July 2, 1947: Man Held in Strangling of Mary Tate

July 2, 1947, Oscar L. Hallgren

Note: This is an encore post from 2005 and originally appeared on the 1947project.

This is, of course, a murder frequently tossed into the Black Dahlia file by crime books such as “The Cases That Haunt Us” and “Black Dahlia Avenger.” But no one (except a reference I recall from “True Confessions” and can’t locate at the moment) mentions that Tate was African American. Nor does anyone ever add that a suspect was arrested in the case.

It’s been a long time since I researched this killing and my files seem to be incomplete, but I recall that she was strangled with a rope rather than a “silk stocking,” as reported in “The Cases That Haunt Us” (a book that, unfortunately, borrows heavily from “Severed,” which is 25% mistakes and 50% fiction). The Weller Hotel at 107 E. Weller St. (now Onizuka) in Little Tokyo wasn’t exactly a silk stocking establishment.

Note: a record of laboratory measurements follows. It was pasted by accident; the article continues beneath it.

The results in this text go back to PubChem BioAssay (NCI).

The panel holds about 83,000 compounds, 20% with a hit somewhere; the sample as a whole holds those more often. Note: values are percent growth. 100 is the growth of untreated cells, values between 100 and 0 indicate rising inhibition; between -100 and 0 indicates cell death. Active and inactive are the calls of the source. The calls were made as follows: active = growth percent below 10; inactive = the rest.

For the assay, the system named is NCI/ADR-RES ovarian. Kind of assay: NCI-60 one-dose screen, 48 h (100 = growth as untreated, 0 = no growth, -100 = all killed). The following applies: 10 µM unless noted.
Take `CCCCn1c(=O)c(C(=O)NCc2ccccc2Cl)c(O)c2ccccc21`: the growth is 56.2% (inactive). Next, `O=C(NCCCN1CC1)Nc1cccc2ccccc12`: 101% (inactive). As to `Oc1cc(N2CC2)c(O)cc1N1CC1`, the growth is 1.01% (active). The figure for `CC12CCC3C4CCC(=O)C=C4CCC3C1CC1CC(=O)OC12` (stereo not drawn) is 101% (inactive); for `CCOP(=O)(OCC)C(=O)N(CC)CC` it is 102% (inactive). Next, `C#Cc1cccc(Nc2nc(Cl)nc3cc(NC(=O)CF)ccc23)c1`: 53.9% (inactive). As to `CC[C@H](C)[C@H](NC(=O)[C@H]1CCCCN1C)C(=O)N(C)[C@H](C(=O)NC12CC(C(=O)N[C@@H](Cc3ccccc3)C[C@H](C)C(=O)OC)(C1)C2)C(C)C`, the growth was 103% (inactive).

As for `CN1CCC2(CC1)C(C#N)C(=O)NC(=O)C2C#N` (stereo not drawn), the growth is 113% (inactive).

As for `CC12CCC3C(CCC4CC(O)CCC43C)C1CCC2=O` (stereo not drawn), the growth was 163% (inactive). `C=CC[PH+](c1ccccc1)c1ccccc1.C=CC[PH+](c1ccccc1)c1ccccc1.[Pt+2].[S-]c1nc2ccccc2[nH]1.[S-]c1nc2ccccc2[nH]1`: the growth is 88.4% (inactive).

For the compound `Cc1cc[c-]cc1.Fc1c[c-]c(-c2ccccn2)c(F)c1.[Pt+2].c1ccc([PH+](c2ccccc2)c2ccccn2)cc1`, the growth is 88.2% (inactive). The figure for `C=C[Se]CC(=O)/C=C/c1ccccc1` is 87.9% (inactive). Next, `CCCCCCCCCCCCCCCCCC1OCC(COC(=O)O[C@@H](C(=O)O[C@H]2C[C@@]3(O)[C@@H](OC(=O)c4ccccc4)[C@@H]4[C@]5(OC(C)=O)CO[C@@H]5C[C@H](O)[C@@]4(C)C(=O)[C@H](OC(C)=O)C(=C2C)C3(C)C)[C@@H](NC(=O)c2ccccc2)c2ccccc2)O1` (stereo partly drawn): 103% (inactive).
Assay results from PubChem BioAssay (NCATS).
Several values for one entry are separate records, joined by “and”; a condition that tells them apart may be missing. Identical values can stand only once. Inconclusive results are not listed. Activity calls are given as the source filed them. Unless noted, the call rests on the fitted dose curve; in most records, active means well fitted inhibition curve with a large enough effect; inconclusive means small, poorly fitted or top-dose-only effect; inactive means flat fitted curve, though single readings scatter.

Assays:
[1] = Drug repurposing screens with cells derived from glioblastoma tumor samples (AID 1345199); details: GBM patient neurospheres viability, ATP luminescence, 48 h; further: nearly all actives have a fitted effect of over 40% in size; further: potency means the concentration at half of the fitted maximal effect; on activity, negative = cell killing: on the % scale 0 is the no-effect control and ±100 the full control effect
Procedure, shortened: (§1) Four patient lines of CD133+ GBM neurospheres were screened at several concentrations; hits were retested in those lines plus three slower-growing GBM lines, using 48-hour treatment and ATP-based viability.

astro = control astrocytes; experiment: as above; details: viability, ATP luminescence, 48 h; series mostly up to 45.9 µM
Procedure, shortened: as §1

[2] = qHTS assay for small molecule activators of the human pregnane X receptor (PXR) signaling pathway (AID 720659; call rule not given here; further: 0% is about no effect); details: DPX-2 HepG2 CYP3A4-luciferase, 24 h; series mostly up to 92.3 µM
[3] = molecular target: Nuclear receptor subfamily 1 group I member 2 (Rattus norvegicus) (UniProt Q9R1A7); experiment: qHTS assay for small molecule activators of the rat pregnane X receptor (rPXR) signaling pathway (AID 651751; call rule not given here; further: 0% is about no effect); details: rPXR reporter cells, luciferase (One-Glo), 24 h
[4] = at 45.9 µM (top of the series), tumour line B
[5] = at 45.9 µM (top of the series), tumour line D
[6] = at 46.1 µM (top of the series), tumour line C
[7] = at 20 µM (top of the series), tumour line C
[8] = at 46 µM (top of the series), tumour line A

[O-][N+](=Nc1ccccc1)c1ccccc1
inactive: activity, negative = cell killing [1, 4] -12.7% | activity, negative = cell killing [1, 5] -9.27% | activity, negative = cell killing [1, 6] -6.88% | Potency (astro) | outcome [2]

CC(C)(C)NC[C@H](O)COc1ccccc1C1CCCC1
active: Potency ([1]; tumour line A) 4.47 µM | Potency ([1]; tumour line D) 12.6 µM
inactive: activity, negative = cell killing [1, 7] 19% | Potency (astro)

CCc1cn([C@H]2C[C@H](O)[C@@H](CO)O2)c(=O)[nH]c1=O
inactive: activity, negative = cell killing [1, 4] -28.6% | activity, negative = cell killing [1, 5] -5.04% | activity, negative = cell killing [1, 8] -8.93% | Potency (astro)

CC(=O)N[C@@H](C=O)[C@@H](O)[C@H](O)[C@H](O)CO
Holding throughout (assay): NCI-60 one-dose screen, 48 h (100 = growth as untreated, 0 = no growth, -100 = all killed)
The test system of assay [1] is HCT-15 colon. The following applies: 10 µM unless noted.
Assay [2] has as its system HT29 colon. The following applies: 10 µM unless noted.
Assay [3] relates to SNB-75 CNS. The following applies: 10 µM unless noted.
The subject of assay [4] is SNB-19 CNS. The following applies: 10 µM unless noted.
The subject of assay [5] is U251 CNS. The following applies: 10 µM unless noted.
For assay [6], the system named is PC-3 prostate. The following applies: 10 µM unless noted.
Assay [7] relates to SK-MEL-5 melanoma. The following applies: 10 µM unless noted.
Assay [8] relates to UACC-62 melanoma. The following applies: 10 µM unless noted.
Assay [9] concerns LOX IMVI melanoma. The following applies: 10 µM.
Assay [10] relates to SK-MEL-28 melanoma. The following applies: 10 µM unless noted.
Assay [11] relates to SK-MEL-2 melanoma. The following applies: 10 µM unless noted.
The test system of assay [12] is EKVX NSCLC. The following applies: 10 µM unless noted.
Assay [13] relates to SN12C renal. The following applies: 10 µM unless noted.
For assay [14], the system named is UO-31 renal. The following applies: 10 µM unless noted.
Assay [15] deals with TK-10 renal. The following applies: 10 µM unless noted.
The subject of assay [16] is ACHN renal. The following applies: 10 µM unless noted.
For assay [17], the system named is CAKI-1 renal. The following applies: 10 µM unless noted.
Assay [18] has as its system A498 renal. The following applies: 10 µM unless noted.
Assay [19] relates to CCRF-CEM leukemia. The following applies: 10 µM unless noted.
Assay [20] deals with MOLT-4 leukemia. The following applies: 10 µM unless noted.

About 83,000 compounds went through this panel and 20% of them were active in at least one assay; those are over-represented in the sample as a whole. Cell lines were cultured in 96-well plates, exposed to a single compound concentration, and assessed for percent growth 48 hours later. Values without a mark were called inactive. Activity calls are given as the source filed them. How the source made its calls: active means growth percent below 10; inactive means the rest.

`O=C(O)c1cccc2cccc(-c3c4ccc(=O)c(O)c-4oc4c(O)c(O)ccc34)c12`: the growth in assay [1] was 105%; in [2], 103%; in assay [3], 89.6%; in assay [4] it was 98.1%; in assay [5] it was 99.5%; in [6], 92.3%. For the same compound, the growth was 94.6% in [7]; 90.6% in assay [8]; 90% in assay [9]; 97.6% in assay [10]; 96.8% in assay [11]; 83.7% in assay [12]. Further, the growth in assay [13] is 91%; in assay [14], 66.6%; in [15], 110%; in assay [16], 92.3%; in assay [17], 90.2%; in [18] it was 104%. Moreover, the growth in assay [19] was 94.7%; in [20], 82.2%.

Unfortunately, The Times didn’t follow up on this case and I’d have to make a trip to the microfilm to see how it was handled by the Examiner, Herald and Daily News.

Tate was born in Texas, Sept. 15, 1909. Hallgren was born March 24, 1907, and received a Social Security card (470-01-8027) in Minnesota. He apparently died July 17, 1976, in Long Beach.

In a few days, however, Rosenda Mondragon will be killed with a silk stocking…… stay tuned.

About lmharnisch

I am retired from the Los Angeles Times
This entry was posted in 1947, Black Dahlia, Crime and Courts, Homicide, LAPD and tagged , , , , . Bookmark the permalink.

1 Response to July 2, 1947: Man Held in Strangling of Mary Tate

  1. Looking north on Weller (our famous(?) stagecoach shortcut) with the Weller Hotel just out-of-sight on the left beyond the Salvation Army. But because of the slight widening of the roadbed, as it approaches 1st Street, the hotel can’t be seen.



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